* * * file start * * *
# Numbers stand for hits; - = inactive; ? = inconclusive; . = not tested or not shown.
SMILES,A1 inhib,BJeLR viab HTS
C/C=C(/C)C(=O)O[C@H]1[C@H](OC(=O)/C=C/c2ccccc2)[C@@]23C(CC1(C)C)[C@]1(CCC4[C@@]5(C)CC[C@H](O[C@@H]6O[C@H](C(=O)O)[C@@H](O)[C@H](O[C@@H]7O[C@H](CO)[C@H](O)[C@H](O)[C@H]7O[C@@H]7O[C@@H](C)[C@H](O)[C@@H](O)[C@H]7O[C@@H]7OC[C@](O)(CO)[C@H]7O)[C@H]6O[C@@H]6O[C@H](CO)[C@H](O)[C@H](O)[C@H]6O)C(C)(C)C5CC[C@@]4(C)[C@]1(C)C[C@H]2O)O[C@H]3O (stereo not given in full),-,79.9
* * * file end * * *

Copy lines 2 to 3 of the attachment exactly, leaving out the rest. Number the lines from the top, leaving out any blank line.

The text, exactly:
SMILES,A1 inhib,BJeLR viab HTS
C/C=C(/C)C(=O)O[C@H]1[C@H](OC(=O)/C=C/c2ccccc2)[C@@]23C(CC1(C)C)[C@]1(CCC4[C@@]5(C)CC[C@H](O[C@@H]6O[C@H](C(=O)O)[C@@H](O)[C@H](O[C@@H]7O[C@H](CO)[C@H](O)[C@H](O)[C@H]7O[C@@H]7O[C@@H](C)[C@H](O)[C@@H](O)[C@H]7O[C@@H]7OC[C@](O)(CO)[C@H]7O)[C@H]6O[C@@H]6O[C@H](CO)[C@H](O)[C@H](O)[C@H]6O)C(C)(C)C5CC[C@@]4(C)[C@]1(C)C[C@H]2O)O[C@H]3O (stereo not given in full),-,79.9